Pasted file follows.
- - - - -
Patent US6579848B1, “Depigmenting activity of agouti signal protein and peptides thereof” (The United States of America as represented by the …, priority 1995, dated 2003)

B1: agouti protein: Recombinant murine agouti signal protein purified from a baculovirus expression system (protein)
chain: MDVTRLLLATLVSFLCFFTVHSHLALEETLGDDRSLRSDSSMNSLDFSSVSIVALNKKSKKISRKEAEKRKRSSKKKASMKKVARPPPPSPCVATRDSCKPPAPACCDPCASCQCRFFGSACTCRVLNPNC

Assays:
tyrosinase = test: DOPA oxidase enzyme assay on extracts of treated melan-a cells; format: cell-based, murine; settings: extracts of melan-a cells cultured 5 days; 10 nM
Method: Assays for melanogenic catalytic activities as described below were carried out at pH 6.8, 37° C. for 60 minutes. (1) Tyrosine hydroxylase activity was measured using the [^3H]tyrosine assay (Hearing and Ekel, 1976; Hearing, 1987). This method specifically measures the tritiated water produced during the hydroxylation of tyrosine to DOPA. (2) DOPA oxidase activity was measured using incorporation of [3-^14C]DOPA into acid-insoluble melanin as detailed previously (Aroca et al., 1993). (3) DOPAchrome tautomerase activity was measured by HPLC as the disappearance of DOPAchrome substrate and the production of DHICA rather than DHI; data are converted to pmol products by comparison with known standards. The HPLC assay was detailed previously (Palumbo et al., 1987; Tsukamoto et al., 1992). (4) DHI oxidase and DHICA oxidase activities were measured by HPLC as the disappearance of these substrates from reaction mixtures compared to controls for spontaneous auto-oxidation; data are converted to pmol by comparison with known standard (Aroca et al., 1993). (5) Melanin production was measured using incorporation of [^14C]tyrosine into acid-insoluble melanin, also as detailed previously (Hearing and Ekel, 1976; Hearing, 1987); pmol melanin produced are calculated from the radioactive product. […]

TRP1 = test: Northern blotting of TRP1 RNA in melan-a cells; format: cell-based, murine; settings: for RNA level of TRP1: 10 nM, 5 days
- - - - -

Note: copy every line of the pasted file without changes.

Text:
Patent US6579848B1, “Depigmenting activity of agouti signal protein and peptides thereof” (The United States of America as represented by the …, priority 1995, dated 2003)

B1: agouti protein: Recombinant murine agouti signal protein purified from a baculovirus expression system (protein)
chain: MDVTRLLLATLVSFLCFFTVHSHLALEETLGDDRSLRSDSSMNSLDFSSVSIVALNKKSKKISRKEAEKRKRSSKKKASMKKVARPPPPSPCVATRDSCKPPAPACCDPCASCQCRFFGSACTCRVLNPNC

Assays:
tyrosinase = test: DOPA oxidase enzyme assay on extracts of treated melan-a cells; format: cell-based, murine; settings: extracts of melan-a cells cultured 5 days; 10 nM
Method: Assays for melanogenic catalytic activities as described below were carried out at pH 6.8, 37° C. for 60 minutes. (1) Tyrosine hydroxylase activity was measured using the [^3H]tyrosine assay (Hearing and Ekel, 1976; Hearing, 1987). This method specifically measures the tritiated water produced during the hydroxylation of tyrosine to DOPA. (2) DOPA oxidase activity was measured using incorporation of [3-^14C]DOPA into acid-insoluble melanin as detailed previously (Aroca et al., 1993). (3) DOPAchrome tautomerase activity was measured by HPLC as the disappearance of DOPAchrome substrate and the production of DHICA rather than DHI; data are converted to pmol products by comparison with known standards. The HPLC assay was detailed previously (Palumbo et al., 1987; Tsukamoto et al., 1992). (4) DHI oxidase and DHICA oxidase activities were measured by HPLC as the disappearance of these substrates from reaction mixtures compared to controls for spontaneous auto-oxidation; data are converted to pmol by comparison with known standard (Aroca et al., 1993). (5) Melanin production was measured using incorporation of [^14C]tyrosine into acid-insoluble melanin, also as detailed previously (Hearing and Ekel, 1976; Hearing, 1987); pmol melanin produced are calculated from the radioactive product. […]

TRP1 = test: Northern blotting of TRP1 RNA in melan-a cells; format: cell-based, murine; settings: for RNA level of TRP1: 10 nM, 5 days